Storm Damage: A History Of Wild Weather In Queensland

by Jamie Grant on December 10, 2013

Severe storm damage is something that Queenslanders have had to deal with all too frequently during the summer season. Trees uprooted or dangerously damaged, branches torn off and flung through the air, or roofs ripped from houses. The damage bills can run into the billions of dollars and the long-term impacts on local communities are devastating.

A typical News report that follows these Storm Events.

Storms have ripped along the coast of Queensland from time immemorial inundating the flood plains and causing deluge down the mountains. We have only really been recording the history of storms in Queensland for just over 100 years and over that time we have witnessed some incredibly destructive storms with high winds and lashing rain carve a path through towns, crops and forests.

Now the largest or most powerful storms are not necessarily the most destructive ones. We can measure the power and intensity of storms and even measure the whipping winds that can tear the roof off your house within a split second. Big storms, or cyclones can have wind speeds up to 407 Kilometres per hour (this was the fastest wind speed ever recorded and belonged to Cyclone Olivia which hit Australia back in 1966, the most powerful storm ever recorded.)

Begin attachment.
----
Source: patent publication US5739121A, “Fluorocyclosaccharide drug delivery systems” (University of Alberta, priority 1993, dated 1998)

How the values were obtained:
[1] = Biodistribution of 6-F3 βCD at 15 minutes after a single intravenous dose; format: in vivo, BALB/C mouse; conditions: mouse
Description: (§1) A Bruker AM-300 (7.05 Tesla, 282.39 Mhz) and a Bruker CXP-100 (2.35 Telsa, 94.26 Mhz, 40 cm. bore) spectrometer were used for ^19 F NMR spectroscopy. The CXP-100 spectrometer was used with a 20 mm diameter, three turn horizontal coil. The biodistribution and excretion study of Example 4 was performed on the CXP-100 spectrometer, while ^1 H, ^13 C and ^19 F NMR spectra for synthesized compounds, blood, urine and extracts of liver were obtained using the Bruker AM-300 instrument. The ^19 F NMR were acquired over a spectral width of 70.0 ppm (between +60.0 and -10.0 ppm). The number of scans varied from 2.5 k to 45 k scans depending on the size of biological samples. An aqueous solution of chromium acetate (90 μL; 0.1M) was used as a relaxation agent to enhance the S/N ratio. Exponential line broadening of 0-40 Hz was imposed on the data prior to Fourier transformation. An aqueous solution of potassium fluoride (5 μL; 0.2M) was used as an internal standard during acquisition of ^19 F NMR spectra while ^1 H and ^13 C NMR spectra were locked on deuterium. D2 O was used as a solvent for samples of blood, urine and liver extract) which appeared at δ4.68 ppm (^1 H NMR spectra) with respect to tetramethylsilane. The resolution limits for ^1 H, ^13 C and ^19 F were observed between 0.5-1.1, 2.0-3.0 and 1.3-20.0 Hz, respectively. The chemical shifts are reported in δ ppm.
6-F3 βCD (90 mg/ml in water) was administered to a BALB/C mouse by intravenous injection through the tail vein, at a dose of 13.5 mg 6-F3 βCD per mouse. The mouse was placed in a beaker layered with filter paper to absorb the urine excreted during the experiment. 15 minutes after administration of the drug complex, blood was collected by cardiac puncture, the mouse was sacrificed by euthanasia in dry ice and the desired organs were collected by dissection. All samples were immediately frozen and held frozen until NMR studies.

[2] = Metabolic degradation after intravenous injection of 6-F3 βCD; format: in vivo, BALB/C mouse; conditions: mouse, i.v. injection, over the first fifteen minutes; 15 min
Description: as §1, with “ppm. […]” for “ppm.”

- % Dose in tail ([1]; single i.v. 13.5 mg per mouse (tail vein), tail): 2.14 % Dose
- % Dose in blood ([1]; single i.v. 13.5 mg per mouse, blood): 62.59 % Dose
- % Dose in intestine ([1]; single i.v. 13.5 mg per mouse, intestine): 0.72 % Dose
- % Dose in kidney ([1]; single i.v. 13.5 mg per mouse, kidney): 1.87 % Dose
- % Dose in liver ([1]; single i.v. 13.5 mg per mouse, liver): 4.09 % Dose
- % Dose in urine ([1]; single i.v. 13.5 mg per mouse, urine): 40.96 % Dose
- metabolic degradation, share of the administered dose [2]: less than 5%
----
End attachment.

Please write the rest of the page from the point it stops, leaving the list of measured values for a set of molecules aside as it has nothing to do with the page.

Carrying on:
Winds at this speed, particularly when they are loaded with rain or even hail can be devastating to any thing in its path. Cyclone Olivia caused some millions of dollars to Oilrigs in her path, yet caused no loss of life or significant property damage in communities. The difference between the power of a storm and the destruction it causes relies on one major factor – The path the storm takes. Many massive storms are brewed, build up and blow out all far from land out in the Pacific Ocean. Sometimes these storms have no more effect on human civilization than a large swell for surfers, or a particularly rainy week. Other storms that may be rated much lower on the SSHS (Saffir- Simpson Hurricane Scale) but due to their path they may cut a swathe through human civilisation and caused untold damage, death and destruction. The SSHS scale has five levels, with the lowest level being a category one storm that has winds up to around 130 Kilometres per hour. The highest level of Cyclone is a category five Cyclone, these are monstrous storms with high driving winds that have gusts in excess of 279 Km/H. Whilst this is the highest rating we can give a cyclone, there is a larger breed of tropical storm out there: The Super Cyclone!

The Super Cyclone!

The Super Cyclone

The Super Cyclone

Through our recorded history there have been a few Super Cyclones, these once in a hundred year event have been the largest, most power and most destructive storms we have ever seen. The first of these super cyclones ever recorded in Australia was Cyclone Mahina in 1899. This huge storm is one of the least well remembered in Australian history, yet Super Cyclone Mahina was the most deadly in postcolonial history, In fact Cyclone Mahina is still Australia’s largest natural disaster on modern records. There was an estimated death toll from this super storm that is believed to have reached around 410 people. Most of these deaths came from mariners in the area whose boats were crushed, sunk or driven on to the Great Barrier Reef. The estimated death toll from seafaring was quoted at 307 souls lost at sea. The remaining deaths were of the local indigenous people some of whom were attempting to assist the stricken at sea and lost their lives attempting to help the colonials.